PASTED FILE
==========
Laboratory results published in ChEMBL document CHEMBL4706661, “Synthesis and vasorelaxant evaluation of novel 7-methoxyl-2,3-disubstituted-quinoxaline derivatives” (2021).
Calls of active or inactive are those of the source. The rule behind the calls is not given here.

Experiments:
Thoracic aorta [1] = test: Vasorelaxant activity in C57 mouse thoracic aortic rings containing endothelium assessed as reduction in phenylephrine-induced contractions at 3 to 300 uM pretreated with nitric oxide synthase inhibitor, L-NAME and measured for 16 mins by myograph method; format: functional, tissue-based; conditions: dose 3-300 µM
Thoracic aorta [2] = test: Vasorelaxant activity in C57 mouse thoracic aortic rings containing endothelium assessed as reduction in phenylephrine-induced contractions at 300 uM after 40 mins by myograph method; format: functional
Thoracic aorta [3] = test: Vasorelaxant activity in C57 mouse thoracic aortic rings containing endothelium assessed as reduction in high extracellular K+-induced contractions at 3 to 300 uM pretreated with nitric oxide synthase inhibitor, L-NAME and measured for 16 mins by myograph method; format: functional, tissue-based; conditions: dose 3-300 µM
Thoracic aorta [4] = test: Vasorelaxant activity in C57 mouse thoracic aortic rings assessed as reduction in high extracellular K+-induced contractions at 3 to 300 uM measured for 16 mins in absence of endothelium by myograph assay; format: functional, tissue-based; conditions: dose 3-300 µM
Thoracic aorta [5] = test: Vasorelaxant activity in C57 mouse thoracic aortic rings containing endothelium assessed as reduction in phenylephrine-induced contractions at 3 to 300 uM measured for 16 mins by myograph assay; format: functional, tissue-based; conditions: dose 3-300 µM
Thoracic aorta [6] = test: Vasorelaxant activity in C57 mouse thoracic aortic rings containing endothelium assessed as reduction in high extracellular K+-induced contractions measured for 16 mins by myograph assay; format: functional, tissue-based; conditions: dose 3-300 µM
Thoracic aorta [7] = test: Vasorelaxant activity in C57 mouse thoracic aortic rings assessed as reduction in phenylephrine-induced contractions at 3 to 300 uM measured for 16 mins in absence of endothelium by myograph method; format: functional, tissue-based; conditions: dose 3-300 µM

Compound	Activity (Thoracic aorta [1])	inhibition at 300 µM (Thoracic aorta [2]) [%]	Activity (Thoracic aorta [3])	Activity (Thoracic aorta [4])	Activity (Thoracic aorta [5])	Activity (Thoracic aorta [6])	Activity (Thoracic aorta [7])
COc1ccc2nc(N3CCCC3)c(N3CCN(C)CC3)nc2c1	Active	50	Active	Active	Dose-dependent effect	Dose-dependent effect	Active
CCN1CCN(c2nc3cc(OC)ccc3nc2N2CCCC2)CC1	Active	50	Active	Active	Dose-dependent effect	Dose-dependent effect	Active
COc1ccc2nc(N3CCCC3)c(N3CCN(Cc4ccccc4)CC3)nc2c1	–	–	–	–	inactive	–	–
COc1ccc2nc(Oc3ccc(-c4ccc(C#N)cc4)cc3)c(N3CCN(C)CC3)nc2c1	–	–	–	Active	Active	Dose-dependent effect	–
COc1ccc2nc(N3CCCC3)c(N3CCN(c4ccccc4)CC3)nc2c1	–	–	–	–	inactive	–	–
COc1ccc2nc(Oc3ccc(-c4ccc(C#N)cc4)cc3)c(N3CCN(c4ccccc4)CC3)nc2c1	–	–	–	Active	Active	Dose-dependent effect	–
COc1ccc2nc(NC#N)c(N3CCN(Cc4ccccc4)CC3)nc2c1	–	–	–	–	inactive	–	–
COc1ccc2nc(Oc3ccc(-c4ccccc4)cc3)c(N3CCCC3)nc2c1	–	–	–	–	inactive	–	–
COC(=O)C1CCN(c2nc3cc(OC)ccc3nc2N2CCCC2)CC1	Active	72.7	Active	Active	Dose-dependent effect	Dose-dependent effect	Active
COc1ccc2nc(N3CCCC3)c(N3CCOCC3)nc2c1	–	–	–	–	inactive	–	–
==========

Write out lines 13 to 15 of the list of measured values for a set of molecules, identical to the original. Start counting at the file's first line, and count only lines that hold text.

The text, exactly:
CCN1CCN(c2nc3cc(OC)ccc3nc2N2CCCC2)CC1	Active	50	Active	Active	Dose-dependent effect	Dose-dependent effect	Active
COc1ccc2nc(N3CCCC3)c(N3CCN(Cc4ccccc4)CC3)nc2c1	–	–	–	–	inactive	–	–
COc1ccc2nc(Oc3ccc(-c4ccc(C#N)cc4)cc3)c(N3CCN(C)CC3)nc2c1	–	–	–	Active	Active	Dose-dependent effect	–